Texans Barbecue Beef. These three words are often used to sum up the Texas barbecue experience. I understand why this knee-jerk explanation has become so popular: it reduces a long, complicated saga into a pat one-liner that no one can really disagree with. The true story of Texas barbecue is far more bewildering.
Smoke Daddy's Review of Lemons Bar-B-Q
- Brisket - They don't separate the point from the flat, so you get both fatty and lean in most slices. Meat is ok, but there is noticable bitterness from the smoke.
- Rib - Trimmed back, not too much meat on these. Somewhat overcooked.
- Sausage - Commercial; I'm guessing Eckrich.
- Beans - Green peppers & onion, with black pepper on the finish. Good.
- Potato Salad - "Skin-on" mustard-based style. Good.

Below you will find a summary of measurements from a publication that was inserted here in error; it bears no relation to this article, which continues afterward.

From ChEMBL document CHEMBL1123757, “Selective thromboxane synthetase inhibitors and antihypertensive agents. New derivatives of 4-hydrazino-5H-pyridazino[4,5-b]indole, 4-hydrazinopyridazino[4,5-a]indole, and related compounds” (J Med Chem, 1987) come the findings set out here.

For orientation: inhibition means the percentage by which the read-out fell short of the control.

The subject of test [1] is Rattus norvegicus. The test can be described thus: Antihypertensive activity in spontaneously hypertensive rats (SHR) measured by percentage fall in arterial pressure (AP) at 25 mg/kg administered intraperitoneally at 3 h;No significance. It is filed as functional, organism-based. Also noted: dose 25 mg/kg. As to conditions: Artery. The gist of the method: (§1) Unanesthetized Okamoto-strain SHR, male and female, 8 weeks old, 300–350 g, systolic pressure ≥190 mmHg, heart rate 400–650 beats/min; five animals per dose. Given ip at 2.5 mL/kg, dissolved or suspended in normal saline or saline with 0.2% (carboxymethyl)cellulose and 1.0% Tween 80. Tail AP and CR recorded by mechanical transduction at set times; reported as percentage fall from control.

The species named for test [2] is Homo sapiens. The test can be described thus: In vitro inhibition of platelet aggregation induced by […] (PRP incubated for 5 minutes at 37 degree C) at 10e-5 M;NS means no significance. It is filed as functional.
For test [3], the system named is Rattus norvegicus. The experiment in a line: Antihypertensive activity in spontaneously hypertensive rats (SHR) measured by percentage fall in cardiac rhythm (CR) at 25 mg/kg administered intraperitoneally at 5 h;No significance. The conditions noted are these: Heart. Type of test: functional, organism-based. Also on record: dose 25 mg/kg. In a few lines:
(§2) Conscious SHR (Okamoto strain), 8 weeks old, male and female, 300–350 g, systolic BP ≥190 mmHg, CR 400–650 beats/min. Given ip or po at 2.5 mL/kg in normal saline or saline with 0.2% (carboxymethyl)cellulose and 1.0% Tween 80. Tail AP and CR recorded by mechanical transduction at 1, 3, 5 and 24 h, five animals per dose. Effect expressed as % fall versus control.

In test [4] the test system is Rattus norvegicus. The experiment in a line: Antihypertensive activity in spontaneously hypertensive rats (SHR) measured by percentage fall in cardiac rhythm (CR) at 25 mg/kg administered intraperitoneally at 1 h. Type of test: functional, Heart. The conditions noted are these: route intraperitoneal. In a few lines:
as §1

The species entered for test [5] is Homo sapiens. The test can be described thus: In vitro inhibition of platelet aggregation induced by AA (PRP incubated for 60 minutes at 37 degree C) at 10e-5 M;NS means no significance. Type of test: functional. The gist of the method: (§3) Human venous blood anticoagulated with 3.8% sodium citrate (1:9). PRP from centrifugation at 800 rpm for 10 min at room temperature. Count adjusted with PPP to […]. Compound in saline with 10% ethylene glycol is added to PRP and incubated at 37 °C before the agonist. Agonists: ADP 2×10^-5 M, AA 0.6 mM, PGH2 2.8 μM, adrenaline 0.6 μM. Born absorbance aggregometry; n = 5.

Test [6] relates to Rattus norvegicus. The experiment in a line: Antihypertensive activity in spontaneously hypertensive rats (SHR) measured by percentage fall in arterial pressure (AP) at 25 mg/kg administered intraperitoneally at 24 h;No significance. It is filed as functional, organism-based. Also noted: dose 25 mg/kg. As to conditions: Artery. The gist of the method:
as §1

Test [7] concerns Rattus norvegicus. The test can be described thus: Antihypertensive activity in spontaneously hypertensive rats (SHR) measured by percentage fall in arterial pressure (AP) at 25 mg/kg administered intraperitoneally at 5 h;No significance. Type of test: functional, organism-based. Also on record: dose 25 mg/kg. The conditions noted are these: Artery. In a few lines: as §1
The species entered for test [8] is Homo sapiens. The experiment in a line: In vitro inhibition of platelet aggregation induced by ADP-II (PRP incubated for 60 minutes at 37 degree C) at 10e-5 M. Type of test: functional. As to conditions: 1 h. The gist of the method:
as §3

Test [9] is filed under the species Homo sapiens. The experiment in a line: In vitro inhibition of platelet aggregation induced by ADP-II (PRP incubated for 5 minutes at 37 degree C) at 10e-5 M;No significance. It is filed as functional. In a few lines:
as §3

- Slaw - Some of the crunch has left the leaf.
- Sauce - Bold flavors, with a bunch of individual spice profiles: Garlic salt; Onion powder; Celery salt are noticeable above others.
- Cornbread - Dense & dry.
- Very good joint drive-up appeal... it had promise from the outside
- The place was absolutely empty when we arrive, just a couple of kids minding the store
- You can feel the grease from the deep fryer in the air of the joint
- All the meat was panned together and waiting... never a good indication.
- The crew wants to abort this stop as soon as we step inside